Both the parent who pays child support and the parent who receives child support may wonder, “Will Child Support Change if I Get Married?” In order to better understand the answer to this question, it’s helpful to know a little bit about child support laws in Minnesota.
How Minnesota Child Support is Calculated
Subject to a few possible adjustments, Child Support in Minnesota is mainly based on four factors. These four factors are as follows:
1. The Mother’s Parenting Time with Child
2. The Father’s Parenting Time with Child
3. The Mother’s Income
4. The Father’s Income
Most important to the question,”Will Child Support Change if I Get Married?”, is to notice that income sources from adults other than the mother and father are not considered. Therefore, the income of a new spouse is not included in Minnesota child support calculations.
As an aside, Minnesota child support calculations also do not include the income of anyone a parent has moved in with, regardless of whether the parent is married or not to that person. In fact, in Minnesota, there is a statute that specifically indicates that such incomes (the income of the mother’s or father’s new spouse, boyfriend/girlfriend, etc…) may not be considered.
To learn more about what influences child support amounts and how to calculate child support in Minnesota, Read Child Support in Minnesota.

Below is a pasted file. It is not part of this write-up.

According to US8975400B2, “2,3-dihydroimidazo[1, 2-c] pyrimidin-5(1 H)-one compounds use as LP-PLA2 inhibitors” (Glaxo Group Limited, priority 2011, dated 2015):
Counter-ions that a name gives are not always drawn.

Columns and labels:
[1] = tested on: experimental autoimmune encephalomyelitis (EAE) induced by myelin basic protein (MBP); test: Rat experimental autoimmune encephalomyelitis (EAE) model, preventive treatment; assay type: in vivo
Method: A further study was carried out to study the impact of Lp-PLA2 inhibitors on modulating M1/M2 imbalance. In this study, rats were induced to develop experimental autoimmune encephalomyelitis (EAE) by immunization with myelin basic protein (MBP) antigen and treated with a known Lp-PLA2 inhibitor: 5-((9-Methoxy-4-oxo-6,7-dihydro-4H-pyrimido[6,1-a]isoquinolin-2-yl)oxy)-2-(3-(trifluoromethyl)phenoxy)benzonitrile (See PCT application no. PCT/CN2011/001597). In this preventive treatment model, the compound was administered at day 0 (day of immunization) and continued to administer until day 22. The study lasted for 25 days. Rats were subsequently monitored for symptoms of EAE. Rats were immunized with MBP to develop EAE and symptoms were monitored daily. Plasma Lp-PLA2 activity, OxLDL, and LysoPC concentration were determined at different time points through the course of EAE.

Will Child Support Change if I Get Married?
Thus, the answer is to this questions is, No. A new spouse’s income is specifically excluded by law from parental income for the purpose of child support calculations. In Minnesota, a parent is generally only financially responsible for his/her own children. Therefore, if you decide to marry, your spouse would not become financially responsible for children from a previous relationship. Therefore, the amount of child support you pay to your child’s mother or father will not increase or decrease based on the income of your new spouse.
For the Parent who is Marrying and Receives Child Support
So, for the parent receiving child support, your new spouse has no financial obligation to the children you had with your ex. Courts will not assume that you need less financial support for the children from the other parent because you’re now living with or married to someone else. Therefore, if you’re the parent who is receiving child support and you remarry, your child’s mother/father will still need to pay the amount s/he was paying in child support before you got married.
For the Parent who is Marrying and Pays Child Support
On the other side of the coin, for the parent paying child support, you will not be expected to pay more or less in child support now because of your marriage or new cohabitation.
As the parent paying child support, the court will not assume that you have more household income to calculate a higher amount of child support owed to your child’s mother/father. The court will also not decrease your child support payments to your child’s mother/father because have you have married or now live with another individual.
In sum, regardless of which side of the child support formula the parent is on, his or her new spouse’s income will not affect child support calculations, up or down.
* NOTE: However, children you have with the new spouse may impact your child support with your ex-spouse/partner. Therefore, children from other marriages can impact child support calculations.